Murphy is director of the FixUS initiative at the Committee for a Responsible Federal Budget, which educates the public about issues with significant fiscal policy impact.
A dozen Democratic primary debates have already been announced, with the first taking place this week. While everything from Medicare for All to impeachment and immigration are sure to be raised, I fear not a single question will be asked on the topic most needing discussion – the state of our democracy.
Whether in Iowa living rooms, New Hampshire union halls or South Carolina coffee shops, the presidential primaries offer a chance to raise issues that often fall off the radar once nominees are chosen and the general election is under way. The first primaries and caucuses are a mere seven months away and there's no doubt that countless advocacy groups are already on the ground, organizing and hoping to elevate their issues with both voters and candidates.
Having run a coalition effort to bring attention to the importance of the national debt in the 2016 cycle, I'm intimately familiar with the work being undertaken by advocacy groups in these early states. Unfortunately it is now four years later, and our debt situation has greatly deteriorated. Next year, the federal government will spend more on interest payments on the debt than it spends on children – in other words, we'll be doing more to finance our past than invest in our future.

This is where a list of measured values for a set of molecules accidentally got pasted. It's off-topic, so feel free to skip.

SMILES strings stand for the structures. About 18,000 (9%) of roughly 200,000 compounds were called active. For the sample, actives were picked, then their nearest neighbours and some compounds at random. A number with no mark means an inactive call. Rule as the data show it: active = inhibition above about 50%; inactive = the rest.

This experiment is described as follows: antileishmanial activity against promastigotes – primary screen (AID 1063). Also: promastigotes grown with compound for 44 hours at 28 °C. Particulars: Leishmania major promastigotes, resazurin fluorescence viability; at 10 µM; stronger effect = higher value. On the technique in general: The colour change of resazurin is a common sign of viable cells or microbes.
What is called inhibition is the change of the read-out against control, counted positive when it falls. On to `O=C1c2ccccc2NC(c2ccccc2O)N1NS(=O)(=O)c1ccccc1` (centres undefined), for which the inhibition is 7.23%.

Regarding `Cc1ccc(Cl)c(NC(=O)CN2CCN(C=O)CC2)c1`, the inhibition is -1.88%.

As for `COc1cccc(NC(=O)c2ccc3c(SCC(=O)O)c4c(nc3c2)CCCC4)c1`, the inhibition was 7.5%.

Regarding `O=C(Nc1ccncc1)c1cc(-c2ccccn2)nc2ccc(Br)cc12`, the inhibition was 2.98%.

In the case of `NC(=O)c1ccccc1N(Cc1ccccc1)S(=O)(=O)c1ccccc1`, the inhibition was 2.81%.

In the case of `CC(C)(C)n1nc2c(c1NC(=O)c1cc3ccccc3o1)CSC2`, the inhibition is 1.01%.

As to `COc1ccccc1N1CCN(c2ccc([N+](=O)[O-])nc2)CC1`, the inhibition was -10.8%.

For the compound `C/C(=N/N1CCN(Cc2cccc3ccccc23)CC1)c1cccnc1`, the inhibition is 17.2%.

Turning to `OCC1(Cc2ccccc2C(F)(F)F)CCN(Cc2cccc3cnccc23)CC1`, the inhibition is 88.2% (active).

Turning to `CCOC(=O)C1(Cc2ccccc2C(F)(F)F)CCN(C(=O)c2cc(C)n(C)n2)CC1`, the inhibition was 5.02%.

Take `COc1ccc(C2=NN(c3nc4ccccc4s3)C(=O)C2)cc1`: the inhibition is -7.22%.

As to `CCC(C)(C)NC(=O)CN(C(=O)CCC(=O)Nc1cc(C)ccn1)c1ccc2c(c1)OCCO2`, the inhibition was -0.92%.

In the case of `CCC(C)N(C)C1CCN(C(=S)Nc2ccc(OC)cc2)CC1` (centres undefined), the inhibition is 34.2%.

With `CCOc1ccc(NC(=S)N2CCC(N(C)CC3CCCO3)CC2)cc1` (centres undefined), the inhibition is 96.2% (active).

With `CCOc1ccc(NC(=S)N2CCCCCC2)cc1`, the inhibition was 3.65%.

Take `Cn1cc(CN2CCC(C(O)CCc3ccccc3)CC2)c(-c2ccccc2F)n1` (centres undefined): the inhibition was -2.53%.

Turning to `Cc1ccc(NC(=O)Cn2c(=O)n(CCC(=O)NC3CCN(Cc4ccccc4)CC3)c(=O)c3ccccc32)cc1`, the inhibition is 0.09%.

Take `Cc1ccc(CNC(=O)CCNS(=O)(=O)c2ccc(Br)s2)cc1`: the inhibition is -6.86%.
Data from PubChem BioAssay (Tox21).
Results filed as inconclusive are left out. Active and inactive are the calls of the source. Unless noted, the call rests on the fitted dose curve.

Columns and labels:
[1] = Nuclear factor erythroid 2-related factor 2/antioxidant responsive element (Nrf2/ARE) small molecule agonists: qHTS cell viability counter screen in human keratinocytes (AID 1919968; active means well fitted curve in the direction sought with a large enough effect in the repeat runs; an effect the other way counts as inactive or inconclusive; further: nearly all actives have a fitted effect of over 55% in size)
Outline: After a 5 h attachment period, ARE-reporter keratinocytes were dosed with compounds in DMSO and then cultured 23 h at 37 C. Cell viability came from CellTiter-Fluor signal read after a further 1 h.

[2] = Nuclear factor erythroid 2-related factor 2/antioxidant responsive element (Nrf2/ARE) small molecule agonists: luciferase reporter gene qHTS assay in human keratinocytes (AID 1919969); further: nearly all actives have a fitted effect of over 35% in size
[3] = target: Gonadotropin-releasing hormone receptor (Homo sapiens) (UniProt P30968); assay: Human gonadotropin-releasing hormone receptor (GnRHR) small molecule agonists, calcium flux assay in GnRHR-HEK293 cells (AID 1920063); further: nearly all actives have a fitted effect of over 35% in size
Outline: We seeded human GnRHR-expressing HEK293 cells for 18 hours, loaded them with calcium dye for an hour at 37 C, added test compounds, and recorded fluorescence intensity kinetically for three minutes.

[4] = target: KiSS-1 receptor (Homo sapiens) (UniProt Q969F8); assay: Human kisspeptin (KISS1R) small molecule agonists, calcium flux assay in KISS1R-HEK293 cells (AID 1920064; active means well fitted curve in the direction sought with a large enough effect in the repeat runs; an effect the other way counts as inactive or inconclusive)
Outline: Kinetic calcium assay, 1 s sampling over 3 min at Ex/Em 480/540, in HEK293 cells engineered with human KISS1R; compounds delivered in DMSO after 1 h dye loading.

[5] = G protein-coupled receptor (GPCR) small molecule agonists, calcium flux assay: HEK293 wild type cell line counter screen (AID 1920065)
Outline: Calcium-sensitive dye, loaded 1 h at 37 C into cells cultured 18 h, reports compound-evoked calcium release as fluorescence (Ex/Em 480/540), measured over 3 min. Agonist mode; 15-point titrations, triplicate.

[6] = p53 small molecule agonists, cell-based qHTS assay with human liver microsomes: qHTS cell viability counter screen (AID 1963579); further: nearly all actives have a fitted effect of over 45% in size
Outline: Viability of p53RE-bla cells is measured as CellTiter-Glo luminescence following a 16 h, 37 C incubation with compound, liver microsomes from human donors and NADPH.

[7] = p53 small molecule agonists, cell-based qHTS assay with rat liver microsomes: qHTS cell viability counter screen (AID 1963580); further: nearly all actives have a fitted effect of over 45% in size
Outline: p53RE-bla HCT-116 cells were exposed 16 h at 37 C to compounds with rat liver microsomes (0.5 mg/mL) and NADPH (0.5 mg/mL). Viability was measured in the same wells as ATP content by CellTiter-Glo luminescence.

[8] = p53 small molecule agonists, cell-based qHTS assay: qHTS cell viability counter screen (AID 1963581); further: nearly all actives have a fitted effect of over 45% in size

While candidates for federal office are and must be asked how they will fix the debt, this time around there is a more pressing question that needs to be asked – one that affects not only the debt, but the ability to make progress on a multitude of issues confronting the electorate.
The question goes something like this:
"My primary issue of concern is [fill in the blank], but politics in Washington have been mired in gridlock for years. Even when things are passed in Washington, it is often by party-line votes with the risk that it will be overturned after the next election given how divided we are as a nation. As [president, senator or House member] what changes will you make to help heal our national divisions and ultimately improve our government's ability to function and address pressing challenges? And how will you lead in Washington to make sure these changes are enacted?"
Pinning candidates down on specifics here is important, given that politicians for years have paid lip service to the need to bring us together to solve problems but to no avail.